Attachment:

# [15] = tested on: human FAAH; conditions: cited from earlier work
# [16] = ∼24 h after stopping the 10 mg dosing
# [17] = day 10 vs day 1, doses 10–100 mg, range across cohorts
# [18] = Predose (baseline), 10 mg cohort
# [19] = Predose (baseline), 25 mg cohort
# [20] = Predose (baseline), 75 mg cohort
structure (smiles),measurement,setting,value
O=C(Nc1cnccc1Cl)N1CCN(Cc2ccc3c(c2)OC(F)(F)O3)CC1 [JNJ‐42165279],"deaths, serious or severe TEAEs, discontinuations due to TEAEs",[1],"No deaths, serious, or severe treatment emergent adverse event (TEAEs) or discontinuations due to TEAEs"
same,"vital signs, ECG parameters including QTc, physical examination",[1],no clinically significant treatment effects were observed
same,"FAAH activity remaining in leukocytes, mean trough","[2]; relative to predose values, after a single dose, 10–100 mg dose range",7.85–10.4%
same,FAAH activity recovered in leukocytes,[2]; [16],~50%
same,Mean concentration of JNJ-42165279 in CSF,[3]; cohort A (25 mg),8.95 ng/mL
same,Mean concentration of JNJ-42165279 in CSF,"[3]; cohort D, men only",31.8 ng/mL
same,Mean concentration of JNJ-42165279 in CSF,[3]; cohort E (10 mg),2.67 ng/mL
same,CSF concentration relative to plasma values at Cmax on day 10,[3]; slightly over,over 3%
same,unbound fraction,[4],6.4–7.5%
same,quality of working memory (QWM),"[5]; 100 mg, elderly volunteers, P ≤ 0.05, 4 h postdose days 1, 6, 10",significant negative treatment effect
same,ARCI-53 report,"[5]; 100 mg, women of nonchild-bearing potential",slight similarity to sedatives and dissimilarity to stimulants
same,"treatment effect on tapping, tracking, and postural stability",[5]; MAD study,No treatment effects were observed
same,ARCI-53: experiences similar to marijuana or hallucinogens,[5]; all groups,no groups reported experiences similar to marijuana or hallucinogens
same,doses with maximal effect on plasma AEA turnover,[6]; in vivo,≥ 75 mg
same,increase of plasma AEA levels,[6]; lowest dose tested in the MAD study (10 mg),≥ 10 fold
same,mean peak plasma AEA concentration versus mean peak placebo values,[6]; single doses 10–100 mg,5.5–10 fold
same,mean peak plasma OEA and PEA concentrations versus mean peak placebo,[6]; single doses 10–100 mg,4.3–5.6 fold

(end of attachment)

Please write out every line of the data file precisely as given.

# [15] = tested on: human FAAH; conditions: cited from earlier work
# [16] = ∼24 h after stopping the 10 mg dosing
# [17] = day 10 vs day 1, doses 10–100 mg, range across cohorts
# [18] = Predose (baseline), 10 mg cohort
# [19] = Predose (baseline), 25 mg cohort
# [20] = Predose (baseline), 75 mg cohort
structure (smiles),measurement,setting,value
O=C(Nc1cnccc1Cl)N1CCN(Cc2ccc3c(c2)OC(F)(F)O3)CC1 [JNJ‐42165279],"deaths, serious or severe TEAEs, discontinuations due to TEAEs",[1],"No deaths, serious, or severe treatment emergent adverse event (TEAEs) or discontinuations due to TEAEs"
same,"vital signs, ECG parameters including QTc, physical examination",[1],no clinically significant treatment effects were observed
same,"FAAH activity remaining in leukocytes, mean trough","[2]; relative to predose values, after a single dose, 10–100 mg dose range",7.85–10.4%
same,FAAH activity recovered in leukocytes,[2]; [16],~50%
same,Mean concentration of JNJ-42165279 in CSF,[3]; cohort A (25 mg),8.95 ng/mL
same,Mean concentration of JNJ-42165279 in CSF,"[3]; cohort D, men only",31.8 ng/mL
same,Mean concentration of JNJ-42165279 in CSF,[3]; cohort E (10 mg),2.67 ng/mL
same,CSF concentration relative to plasma values at Cmax on day 10,[3]; slightly over,over 3%
same,unbound fraction,[4],6.4–7.5%
same,quality of working memory (QWM),"[5]; 100 mg, elderly volunteers, P ≤ 0.05, 4 h postdose days 1, 6, 10",significant negative treatment effect
same,ARCI-53 report,"[5]; 100 mg, women of nonchild-bearing potential",slight similarity to sedatives and dissimilarity to stimulants
same,"treatment effect on tapping, tracking, and postural stability",[5]; MAD study,No treatment effects were observed
same,ARCI-53: experiences similar to marijuana or hallucinogens,[5]; all groups,no groups reported experiences similar to marijuana or hallucinogens
same,doses with maximal effect on plasma AEA turnover,[6]; in vivo,≥ 75 mg
same,increase of plasma AEA levels,[6]; lowest dose tested in the MAD study (10 mg),≥ 10 fold
same,mean peak plasma AEA concentration versus mean peak placebo values,[6]; single doses 10–100 mg,5.5–10 fold
same,mean peak plasma OEA and PEA concentrations versus mean peak placebo,[6]; single doses 10–100 mg,4.3–5.6 fold